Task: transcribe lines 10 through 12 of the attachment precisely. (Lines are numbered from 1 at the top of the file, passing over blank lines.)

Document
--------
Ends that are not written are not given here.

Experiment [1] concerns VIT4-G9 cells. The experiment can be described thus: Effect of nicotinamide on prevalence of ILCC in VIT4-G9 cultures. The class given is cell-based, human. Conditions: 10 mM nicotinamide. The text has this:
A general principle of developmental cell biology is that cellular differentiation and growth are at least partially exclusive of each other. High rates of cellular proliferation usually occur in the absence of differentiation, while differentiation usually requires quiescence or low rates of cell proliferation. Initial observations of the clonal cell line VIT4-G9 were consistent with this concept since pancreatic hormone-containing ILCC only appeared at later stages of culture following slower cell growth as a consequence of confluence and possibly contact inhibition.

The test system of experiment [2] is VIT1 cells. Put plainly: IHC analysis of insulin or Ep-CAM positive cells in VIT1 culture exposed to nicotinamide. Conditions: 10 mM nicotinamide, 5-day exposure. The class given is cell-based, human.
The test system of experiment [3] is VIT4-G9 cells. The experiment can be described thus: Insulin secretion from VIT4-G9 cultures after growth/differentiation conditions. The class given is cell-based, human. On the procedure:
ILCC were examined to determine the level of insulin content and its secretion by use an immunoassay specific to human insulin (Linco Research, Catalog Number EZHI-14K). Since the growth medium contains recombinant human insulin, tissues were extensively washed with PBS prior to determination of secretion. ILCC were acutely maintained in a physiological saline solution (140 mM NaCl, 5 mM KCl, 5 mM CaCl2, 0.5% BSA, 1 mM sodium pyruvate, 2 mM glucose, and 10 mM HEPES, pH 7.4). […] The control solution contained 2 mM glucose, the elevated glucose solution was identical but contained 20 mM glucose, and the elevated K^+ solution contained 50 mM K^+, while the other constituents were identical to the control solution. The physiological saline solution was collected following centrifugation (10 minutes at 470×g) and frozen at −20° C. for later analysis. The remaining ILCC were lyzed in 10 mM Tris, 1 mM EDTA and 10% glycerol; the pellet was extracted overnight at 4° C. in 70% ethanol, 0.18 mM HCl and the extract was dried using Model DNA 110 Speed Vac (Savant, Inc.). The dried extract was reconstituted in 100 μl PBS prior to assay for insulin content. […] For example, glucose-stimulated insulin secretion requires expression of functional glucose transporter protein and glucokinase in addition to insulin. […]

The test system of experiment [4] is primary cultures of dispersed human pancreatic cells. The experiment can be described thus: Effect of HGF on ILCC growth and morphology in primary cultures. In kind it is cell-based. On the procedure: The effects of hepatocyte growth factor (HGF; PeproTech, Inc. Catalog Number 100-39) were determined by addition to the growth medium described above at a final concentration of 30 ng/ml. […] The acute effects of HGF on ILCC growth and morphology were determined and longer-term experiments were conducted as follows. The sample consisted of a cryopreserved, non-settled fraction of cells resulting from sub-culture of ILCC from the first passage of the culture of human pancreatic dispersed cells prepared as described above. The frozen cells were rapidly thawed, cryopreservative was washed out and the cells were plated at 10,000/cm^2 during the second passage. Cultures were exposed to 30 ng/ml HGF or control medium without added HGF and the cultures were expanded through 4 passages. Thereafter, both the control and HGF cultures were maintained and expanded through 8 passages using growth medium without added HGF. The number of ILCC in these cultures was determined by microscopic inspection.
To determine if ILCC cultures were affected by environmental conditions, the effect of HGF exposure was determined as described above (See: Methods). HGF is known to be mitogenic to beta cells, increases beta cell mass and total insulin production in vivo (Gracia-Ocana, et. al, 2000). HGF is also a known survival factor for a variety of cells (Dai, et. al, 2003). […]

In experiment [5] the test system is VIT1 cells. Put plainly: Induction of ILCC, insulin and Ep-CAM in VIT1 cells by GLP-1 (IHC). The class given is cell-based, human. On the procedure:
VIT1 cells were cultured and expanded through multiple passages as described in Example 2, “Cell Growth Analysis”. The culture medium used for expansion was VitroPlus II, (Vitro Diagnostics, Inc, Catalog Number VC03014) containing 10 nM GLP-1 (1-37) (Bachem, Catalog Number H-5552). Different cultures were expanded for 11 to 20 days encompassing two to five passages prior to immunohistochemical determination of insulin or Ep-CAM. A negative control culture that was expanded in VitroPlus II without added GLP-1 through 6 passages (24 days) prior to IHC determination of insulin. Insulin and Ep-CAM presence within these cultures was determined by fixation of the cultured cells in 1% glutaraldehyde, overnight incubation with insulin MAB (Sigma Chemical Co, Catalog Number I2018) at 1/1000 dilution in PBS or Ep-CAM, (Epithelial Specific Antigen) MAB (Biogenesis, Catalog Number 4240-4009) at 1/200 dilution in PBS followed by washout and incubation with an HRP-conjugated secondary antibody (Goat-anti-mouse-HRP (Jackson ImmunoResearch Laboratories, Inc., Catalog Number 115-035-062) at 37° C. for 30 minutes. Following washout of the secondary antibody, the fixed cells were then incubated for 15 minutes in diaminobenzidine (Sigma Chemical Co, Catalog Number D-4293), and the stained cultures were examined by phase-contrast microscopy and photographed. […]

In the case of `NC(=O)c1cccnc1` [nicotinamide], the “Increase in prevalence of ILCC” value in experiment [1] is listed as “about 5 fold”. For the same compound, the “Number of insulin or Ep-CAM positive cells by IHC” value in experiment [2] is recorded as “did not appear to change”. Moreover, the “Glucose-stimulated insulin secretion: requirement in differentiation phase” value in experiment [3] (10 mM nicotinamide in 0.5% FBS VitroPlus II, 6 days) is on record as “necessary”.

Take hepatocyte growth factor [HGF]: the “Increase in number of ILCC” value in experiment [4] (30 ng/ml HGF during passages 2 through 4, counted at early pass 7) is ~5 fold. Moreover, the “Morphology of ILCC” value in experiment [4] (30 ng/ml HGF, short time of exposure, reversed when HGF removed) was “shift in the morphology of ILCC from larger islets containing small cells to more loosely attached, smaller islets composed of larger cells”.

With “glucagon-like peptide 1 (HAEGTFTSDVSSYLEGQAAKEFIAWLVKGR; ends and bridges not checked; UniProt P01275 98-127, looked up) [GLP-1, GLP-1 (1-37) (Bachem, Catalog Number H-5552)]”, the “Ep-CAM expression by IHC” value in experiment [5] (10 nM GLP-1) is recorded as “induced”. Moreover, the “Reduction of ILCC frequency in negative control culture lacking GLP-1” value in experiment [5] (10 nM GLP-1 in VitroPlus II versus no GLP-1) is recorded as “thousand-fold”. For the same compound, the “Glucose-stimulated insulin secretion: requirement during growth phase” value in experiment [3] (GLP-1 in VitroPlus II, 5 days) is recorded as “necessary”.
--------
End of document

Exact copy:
VIT1 cells were cultured and expanded through multiple passages as described in Example 2, “Cell Growth Analysis”. The culture medium used for expansion was VitroPlus II, (Vitro Diagnostics, Inc, Catalog Number VC03014) containing 10 nM GLP-1 (1-37) (Bachem, Catalog Number H-5552). Different cultures were expanded for 11 to 20 days encompassing two to five passages prior to immunohistochemical determination of insulin or Ep-CAM. A negative control culture that was expanded in VitroPlus II without added GLP-1 through 6 passages (24 days) prior to IHC determination of insulin. Insulin and Ep-CAM presence within these cultures was determined by fixation of the cultured cells in 1% glutaraldehyde, overnight incubation with insulin MAB (Sigma Chemical Co, Catalog Number I2018) at 1/1000 dilution in PBS or Ep-CAM, (Epithelial Specific Antigen) MAB (Biogenesis, Catalog Number 4240-4009) at 1/200 dilution in PBS followed by washout and incubation with an HRP-conjugated secondary antibody (Goat-anti-mouse-HRP (Jackson ImmunoResearch Laboratories, Inc., Catalog Number 115-035-062) at 37° C. for 30 minutes. Following washout of the secondary antibody, the fixed cells were then incubated for 15 minutes in diaminobenzidine (Sigma Chemical Co, Catalog Number D-4293), and the stained cultures were examined by phase-contrast microscopy and photographed. […]

In the case of `NC(=O)c1cccnc1` [nicotinamide], the “Increase in prevalence of ILCC” value in experiment [1] is listed as “about 5 fold”. For the same compound, the “Number of insulin or Ep-CAM positive cells by IHC” value in experiment [2] is recorded as “did not appear to change”. Moreover, the “Glucose-stimulated insulin secretion: requirement in differentiation phase” value in experiment [3] (10 mM nicotinamide in 0.5% FBS VitroPlus II, 6 days) is on record as “necessary”.

Take hepatocyte growth factor [HGF]: the “Increase in number of ILCC” value in experiment [4] (30 ng/ml HGF during passages 2 through 4, counted at early pass 7) is ~5 fold. Moreover, the “Morphology of ILCC” value in experiment [4] (30 ng/ml HGF, short time of exposure, reversed when HGF removed) was “shift in the morphology of ILCC from larger islets containing small cells to more loosely attached, smaller islets composed of larger cells”.